• A new, approximately 7.7-mile-long water supply pipeline extending from the EM-14 turnout on the Lakeview Pipeline (near Warren Road) to the proposed recharge basins at the San Jacinto River (this new pipeline would parallel an existing EMWD pipeline);
  • Upgrades to the existing Warren Road and Commonwealth Avenue pump stations (located along the proposed water supply pipeline route);
  • Up to fifteen new recharge basins on approximately 100- acres in the San Jacinto River channel;
  • Up to eight extraction wells located west of the San Jacinto River; and
  • Up to six monitoring wells located near the western edge of the proposed recharge basins.

In brief, water would be delivered to the proposed project area from California's State Water Project via the Lakeview Pipeline. Because the Lakeview Pipeline is located several miles west of the San Jacinto River, water would need to be conveyed to the recharge basins through an existing EMWD pipeline (Phase 1) and/or through a proposed new pipeline (Phase 2). Water conveyed to the San Jacinto River would be discharged into the proposed recharge basins, where the water would be allowed to infiltrate the groundwater supply under the river. EMWD would operate two types of wells in association with the proposed project: monitoring and extraction. As their name implies, the monitoring wells would allow EMWD to monitor groundwater levels and quality. Extraction wells would be used to extract water from the groundwater supply, where it would be piped into EMWD's existing network of water conveyance, storage and treatment facilities.

3. Issues. There are several potential environmental issues that will be addressed in the Draft EIS. Additional issues may be identified during the scoping process. Issues initially identified as potentially significant include:

1. Hydrology, including effects to the San Jacinto River and its floodplain and effects to groundwater, surface water and groundwater quality.

2. Biological resources, including impacts to wetlands, waters of the United States and Federal-listed threatened or endangered species and their habitat.

3. Land use and recreation.

4. Visual quality (aesthetics).

5. Geology and soils.

6. Transportation.

7. Cultural (historic and prehistoric) resources.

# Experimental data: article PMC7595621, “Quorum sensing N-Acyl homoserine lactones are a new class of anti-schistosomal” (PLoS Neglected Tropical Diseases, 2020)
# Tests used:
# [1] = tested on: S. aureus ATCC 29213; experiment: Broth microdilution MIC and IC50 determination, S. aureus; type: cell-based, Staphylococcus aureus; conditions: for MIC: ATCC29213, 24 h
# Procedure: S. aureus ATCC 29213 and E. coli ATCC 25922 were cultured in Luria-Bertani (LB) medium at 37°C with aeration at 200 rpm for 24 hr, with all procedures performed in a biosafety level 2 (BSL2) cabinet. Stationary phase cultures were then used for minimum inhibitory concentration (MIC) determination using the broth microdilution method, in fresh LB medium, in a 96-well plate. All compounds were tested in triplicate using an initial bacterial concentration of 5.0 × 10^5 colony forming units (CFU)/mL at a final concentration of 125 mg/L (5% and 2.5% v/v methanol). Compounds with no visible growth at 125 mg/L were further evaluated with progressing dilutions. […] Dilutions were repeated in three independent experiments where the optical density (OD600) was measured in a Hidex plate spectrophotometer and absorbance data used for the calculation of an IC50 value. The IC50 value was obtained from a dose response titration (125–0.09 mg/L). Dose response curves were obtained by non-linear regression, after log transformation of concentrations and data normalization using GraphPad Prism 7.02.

8. Noise.

9. Air quality.

10. Hazards and public safety.

The proposed project would require a number of Federal permits and approvals prior to implementation, including a Clean Water Act section 404 Permit, Clean Water Act section 401 Water Quality Certification and a Federal Endangered Species Act Incidental Take Permit.

4. Alternatives. In addition to EMWD's proposed project (the preferred alternative), the Draft EIS will evaluate reduced project and/or locational alternatives and a No Action Alternative.

5. Scoping Process. A public meeting will be held to receive public comments and assess public concerns regarding Start Printed Page 10079the appropriate scope and preparation of the Draft EIS. Participation in the public meeting by Federal, State and local agencies and other interested organizations and persons is encouraged. The Corps will also be consulting with the U.S. Fish and Wildlife Service under the Endangered Species Act and Fish and Wildlife Coordination Act. The scoping meeting for the Draft EIS will be held at the James Simpson Neighborhood/Senior Center, 305 E. Devonshire Avenue, Hemet, CA at 6:30 p.m. on March 8, 2005. Parties interested in being added to the Corps' electronic mail notification list can register at:​regulatory/​register.html. This list will be used in the future to notify the public about scheduled hearings and availability of future public notices.

6. Availability of the Draft EIS. The Corps expects the Draft EIS to be made available to the public in June 2005. A public hearing will be held during the public comment period for the Draft EIS.

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Alex C. Dornstauder,

Colonel, U.S. Army, District Engineer.

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[FR Doc. 05-3975 Filed 3-1-05; 8:45 am]